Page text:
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Cormorants: Cormorant, Pelagic Cormorant, Red-Faced Cormorant Books LLC

Cormorants: Cormorant, Pelagic Cormorant, Red-Faced Cormorant

Books LLC

Published May 31st 2010
ISBN : 9781156214077
Paperback
38 pages
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 About the Book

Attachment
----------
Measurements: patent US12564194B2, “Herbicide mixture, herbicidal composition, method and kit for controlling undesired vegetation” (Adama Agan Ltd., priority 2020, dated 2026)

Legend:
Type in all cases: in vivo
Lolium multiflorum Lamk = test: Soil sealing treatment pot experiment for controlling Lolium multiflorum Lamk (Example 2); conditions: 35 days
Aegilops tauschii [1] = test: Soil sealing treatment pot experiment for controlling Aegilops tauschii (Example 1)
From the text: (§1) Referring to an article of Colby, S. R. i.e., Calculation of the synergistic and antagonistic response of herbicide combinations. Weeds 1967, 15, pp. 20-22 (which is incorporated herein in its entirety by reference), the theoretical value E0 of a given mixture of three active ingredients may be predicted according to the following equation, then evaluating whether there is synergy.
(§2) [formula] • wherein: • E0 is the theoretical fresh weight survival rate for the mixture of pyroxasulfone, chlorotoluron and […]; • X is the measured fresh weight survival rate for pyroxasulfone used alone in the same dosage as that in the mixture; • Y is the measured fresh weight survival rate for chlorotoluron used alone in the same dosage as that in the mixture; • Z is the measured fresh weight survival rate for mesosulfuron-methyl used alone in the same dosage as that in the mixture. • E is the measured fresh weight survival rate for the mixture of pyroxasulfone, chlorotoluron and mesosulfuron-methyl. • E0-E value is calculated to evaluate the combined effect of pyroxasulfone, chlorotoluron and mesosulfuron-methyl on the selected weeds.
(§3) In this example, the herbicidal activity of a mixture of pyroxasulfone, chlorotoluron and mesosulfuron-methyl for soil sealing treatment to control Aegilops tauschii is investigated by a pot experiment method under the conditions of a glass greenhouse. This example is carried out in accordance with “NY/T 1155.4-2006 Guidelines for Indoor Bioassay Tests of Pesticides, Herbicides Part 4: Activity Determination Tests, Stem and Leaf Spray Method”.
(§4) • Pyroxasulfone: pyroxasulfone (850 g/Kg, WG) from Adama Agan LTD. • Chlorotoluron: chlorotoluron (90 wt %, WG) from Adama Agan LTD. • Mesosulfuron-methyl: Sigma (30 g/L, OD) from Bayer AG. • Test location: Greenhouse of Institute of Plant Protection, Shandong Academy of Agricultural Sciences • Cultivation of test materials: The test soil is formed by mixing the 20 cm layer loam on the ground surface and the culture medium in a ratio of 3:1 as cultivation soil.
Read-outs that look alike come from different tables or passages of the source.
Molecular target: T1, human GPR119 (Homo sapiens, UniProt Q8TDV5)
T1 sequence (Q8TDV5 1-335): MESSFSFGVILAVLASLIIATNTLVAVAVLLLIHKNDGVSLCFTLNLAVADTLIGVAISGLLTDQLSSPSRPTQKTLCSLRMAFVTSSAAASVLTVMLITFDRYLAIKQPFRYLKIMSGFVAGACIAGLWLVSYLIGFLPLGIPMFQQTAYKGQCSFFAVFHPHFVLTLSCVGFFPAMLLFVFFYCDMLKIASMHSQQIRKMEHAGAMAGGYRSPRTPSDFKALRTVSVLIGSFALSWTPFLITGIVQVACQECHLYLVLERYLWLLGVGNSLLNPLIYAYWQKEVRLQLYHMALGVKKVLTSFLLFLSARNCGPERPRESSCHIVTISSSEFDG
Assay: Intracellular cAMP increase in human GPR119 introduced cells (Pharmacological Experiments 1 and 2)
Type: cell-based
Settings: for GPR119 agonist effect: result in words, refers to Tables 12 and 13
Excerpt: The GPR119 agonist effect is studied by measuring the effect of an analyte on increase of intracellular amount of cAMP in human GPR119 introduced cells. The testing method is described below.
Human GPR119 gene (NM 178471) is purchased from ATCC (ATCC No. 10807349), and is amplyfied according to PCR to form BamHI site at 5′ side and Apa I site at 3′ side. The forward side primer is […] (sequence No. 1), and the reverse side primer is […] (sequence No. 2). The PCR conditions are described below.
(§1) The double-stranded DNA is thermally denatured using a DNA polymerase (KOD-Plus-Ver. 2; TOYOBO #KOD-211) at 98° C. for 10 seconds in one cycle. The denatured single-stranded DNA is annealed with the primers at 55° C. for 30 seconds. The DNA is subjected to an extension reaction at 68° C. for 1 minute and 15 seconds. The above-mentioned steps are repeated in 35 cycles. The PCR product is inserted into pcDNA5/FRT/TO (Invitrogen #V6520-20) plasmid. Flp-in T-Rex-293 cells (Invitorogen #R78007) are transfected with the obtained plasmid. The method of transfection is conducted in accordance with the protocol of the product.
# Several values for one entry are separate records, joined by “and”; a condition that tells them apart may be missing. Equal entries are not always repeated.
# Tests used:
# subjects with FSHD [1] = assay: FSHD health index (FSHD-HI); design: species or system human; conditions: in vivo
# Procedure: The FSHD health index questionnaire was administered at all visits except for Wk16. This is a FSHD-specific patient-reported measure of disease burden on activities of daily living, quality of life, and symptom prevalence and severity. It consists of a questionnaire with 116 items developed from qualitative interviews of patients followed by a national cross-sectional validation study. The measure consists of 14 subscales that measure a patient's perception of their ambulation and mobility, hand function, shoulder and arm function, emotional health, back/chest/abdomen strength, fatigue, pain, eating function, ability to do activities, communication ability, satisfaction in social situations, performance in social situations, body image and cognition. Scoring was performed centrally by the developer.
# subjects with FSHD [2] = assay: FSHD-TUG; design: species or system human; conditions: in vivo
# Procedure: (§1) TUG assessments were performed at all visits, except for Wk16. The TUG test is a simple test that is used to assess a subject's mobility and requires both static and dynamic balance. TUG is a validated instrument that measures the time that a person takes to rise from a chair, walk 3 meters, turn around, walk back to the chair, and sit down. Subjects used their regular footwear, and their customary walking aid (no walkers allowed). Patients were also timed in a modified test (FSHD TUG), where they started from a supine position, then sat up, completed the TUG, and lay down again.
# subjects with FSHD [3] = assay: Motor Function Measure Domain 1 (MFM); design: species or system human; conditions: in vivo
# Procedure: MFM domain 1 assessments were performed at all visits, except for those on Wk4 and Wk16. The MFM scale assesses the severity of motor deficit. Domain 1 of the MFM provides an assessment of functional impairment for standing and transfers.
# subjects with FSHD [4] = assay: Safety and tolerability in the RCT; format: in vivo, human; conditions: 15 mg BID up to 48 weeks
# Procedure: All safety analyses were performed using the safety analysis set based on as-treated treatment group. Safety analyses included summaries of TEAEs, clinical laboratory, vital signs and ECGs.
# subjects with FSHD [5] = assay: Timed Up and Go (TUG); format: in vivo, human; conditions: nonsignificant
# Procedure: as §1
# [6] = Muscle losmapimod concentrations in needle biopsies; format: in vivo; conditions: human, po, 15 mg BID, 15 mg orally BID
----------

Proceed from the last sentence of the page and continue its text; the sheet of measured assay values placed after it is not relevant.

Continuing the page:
Chapters: Cormorant, Pelagic Cormorant, Red-Faced Cormorant. Source: Wikipedia. Pages: 37. Not illustrated. Free updates online. Purchase includes a free trial membership in the publishers book club where you can select from more than a millionMoreChapters: Cormorant, Pelagic Cormorant, Red-Faced Cormorant. Source: Wikipedia. Pages: 37. Not illustrated. Free updates online. Purchase includes a free trial membership in the publishers book club where you can select from more than a million books without charge. Excerpt: 3-43, see text The bird family Phalacrocoracidae is represented by some 40 species of cormorants and shags. Several different classifications of the family have been proposed recently, and the number of genera is disputed. There is no consistent distinction between cormorants and shags. The names cormorant and shag were originally the common names of the two species of the family found in Great Britain, Phalacrocorax carbo (now referred to by ornithologists as the Great Cormorant) and P. aristotelis (the European Shag). Shag refers to the birds crest, which the British forms of the Great Cormorant lack. As other species were discovered by English-speaking sailors and explorers elsewhere in the world, some were called cormorants and some shags, depending on whether they had crests or not. Sometimes the same species is called a cormorant in one part of the world and a shag in another, e.g., the Great Cormorant is called the Black Shag in New Zealand (the birds found in Australasia have a crest that is absent in European members of the species). Van Tets (1976) proposed to divide the family into two genera and attach the name Cormorant to one and Shag to the other, but this flies in the face of common usage and has not been widely adopted. The scientific genus name is latinized Ancient Greek, from (phalakros, bald) and (korax, raven). This is often thought to refer to the creamy white patch on the cheeks of adult Great Cormorants, or the ornamental white head plumes prominent in Mediterranean birds of this species, but is certainly not a unifying characteristic of cormorants. Cormorant is a contraction derived from Latin corvus marinus, s...More: http://booksllc.net/?id=208318